Now What Happens?
As we approach the first primaries, a couple of questions need to be asked.
Is any candidate improving?
Are we really getting a better bead on the abilities, and blank spaces, in these men and women?
To question number one, we do have some positive answers. We are forced to admit that Donald J. Trump is no dummy.
In fact, he is masterful at wheeling and dealing, at dropping bombs on his competition, at pushing them out of the frame so that we can hardly remember them. Ben Who? Carly What’s-her-name? He hasn’t yet been able to put away Jeb – who will no doubt assist him when the time comes. Chris Christie still stands in the middle of the road, but with enough room on both sides for Donald to ignore him. Marco Rubio, as we’ve noted before, charming and slippery though he is, is about to trip over his platform heels.
Lindsey Graham folded.
Ted Cruz is the only real threat to the Donald, and we suspect by the time Donald is finished, Ted Cruz will have faded into a footnote for the 2016 election. Deservedly. A man who cares not a whit for his fellow man can hardly be expected to come over all sweetness and light suddenly and win. What may happen to Cruz is that in defeat he will retool…not only his ideologies but his personality as well. He may reach out and try to make friends, unnatural though this would be for him. He may be able in 2020 to cry that once more the Republicans had nominated a loser and that he would have been, still is, the better choice. That, alas, won’t be true.
Could Cruz become our era’s Harold Stassen?
Probably not. We expect him to go underground, staying in the senate for another three quick years, and then take a gigantic job with Goldman Sachs, where his wife already has one although she’s currently on leave. He’ll become one of the one percent and join forces with the Koch brothers and imagine himself a kingmaker. We won’t like him any better in his new life than we do now. Nor will his colleagues.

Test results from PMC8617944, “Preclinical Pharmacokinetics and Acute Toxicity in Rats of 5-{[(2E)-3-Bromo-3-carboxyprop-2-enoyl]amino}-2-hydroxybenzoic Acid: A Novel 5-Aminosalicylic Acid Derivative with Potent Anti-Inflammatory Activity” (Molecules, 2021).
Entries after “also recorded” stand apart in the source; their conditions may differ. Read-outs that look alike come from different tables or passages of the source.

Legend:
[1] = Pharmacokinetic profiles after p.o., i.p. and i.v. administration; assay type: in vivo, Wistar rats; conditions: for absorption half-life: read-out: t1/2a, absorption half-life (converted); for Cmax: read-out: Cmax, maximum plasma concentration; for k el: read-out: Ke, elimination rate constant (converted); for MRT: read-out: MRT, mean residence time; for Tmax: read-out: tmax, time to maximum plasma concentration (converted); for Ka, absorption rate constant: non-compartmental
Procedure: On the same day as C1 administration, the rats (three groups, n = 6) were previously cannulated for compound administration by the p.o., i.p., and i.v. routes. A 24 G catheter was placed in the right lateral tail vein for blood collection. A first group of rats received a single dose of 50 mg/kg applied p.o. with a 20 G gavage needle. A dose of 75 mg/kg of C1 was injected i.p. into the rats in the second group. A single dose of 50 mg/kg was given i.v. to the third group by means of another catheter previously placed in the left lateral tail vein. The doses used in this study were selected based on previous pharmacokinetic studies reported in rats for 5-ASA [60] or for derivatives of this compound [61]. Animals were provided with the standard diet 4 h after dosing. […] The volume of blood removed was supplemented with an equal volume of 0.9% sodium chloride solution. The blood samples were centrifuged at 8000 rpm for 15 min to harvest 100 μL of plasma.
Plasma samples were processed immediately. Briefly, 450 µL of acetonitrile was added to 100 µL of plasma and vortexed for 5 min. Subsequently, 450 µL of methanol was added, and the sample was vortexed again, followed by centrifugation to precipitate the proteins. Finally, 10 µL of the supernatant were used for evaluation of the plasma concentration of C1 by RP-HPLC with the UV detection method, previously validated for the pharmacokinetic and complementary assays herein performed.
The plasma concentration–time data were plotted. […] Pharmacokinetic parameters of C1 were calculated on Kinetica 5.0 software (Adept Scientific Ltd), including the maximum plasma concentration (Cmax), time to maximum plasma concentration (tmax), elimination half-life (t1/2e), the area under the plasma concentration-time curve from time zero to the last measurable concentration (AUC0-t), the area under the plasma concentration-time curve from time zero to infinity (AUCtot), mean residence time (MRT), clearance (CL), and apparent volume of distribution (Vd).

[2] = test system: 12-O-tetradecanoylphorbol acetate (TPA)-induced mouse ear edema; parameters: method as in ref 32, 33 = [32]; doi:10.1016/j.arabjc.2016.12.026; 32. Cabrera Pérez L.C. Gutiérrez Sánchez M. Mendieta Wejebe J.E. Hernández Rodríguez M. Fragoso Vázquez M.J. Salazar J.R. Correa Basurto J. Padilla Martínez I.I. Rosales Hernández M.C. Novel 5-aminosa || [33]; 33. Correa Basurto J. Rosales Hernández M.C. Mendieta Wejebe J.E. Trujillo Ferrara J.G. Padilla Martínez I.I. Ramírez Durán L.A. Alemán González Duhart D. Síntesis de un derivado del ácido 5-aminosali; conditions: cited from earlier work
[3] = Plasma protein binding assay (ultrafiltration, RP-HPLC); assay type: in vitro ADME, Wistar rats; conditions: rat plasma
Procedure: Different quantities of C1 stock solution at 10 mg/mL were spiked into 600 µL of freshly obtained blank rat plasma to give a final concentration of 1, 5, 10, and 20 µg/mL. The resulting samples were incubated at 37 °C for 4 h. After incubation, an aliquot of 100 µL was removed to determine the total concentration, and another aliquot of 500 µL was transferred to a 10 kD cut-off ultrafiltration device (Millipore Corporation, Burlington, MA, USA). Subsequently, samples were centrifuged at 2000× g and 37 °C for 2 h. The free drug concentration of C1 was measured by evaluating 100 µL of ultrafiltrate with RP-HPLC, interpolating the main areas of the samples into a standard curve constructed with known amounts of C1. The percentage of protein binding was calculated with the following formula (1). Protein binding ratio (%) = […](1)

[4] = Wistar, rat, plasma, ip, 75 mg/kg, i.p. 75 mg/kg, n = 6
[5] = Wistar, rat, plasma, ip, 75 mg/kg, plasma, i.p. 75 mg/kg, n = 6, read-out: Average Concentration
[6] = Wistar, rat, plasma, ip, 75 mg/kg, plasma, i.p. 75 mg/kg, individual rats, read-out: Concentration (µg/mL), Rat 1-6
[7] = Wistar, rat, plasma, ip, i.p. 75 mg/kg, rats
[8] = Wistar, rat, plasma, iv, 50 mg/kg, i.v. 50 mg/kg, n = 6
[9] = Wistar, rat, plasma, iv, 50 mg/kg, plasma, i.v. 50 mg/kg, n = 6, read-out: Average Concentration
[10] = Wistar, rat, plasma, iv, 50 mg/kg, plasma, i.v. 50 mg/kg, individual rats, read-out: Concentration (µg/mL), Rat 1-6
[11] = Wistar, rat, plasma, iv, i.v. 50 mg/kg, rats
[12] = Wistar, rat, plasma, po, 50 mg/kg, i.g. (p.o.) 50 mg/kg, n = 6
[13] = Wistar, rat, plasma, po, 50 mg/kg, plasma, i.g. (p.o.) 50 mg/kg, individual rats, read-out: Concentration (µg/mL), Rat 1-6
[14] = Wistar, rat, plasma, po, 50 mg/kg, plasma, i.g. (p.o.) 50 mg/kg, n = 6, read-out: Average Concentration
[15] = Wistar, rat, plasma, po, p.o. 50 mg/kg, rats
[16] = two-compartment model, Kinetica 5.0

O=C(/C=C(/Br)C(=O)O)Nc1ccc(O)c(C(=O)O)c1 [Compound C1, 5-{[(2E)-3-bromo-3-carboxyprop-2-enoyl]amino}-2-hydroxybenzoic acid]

John Kasich has not yet entered Donald’s field of vision. We doubt Donald will trouble himself over this. Which leaves Kasich an opening many will urge him to fill. He could and he might. By keeping his head up, or down as you prefer, Governor Kasich is impressing people, only a few at a time we grant, but nonetheless beginning to find his footing. He may well be the answer to the establishment’s ABT or ABC shivers.
As for our second question: can we read these gentlemen as prospective presidents better the longer we listen to them, we really don’t have a lot to go on. Donald jumps from one crusade to another. He’s tough to get a real fix on. As a former Democrat, he cannot please the establishment base, or even the Tea Party base. But it begins to seem as though both parts of the Republican party want more to win than to win the way they want to. They want the presidency; they want control of the Senate, and they’re salivating over possibilities for the Supreme Court. Hand in hand with the national mood of disenchantment and anger, Trump may be the only hope the Republicans have. He knows this. The “establishment” refuses to admit this, still.
And without a certified voting record, Trump has something his fellow candidates do not have. Freedom.
Every other man running sooner or later is going to be snagged by something in his past, some vote, some speech on or off the record.
Voters are going to have to weigh and measure these snags. Is a contribution to Planned Parenthood the work of the Devil, or something that can be overlooked? Does a low NRA ranking mean that voters arms are imperiled? Does a vote for or against going into Iraq make their man a NeoCon hawk or a wimp? What really matters? A candidate’s stance on social issues or a candidate’s ability to win in the general election?
And what about all the dollars and cents of tax reform? Does the voter win or lose with plans as widely varied as those presented? This matters a great deal more than whether a voter is ever likely to have a beer with the president. One’s attitude towards Social Security and healthcare seems to rest squarely on the age of the voter in question.
The first question we asked, Now what happens? is patently unanswerable. Polls are undependable, no matter what anyone says, or how they are parsed.
This weekend we face the threat of a winter storm, dropping anywhere from three feet of snow to a dusting. From Friday through Monday, we don’t know whether we can drive, get to a store, get out of town.
We suspect this “weekend” is going to last for months.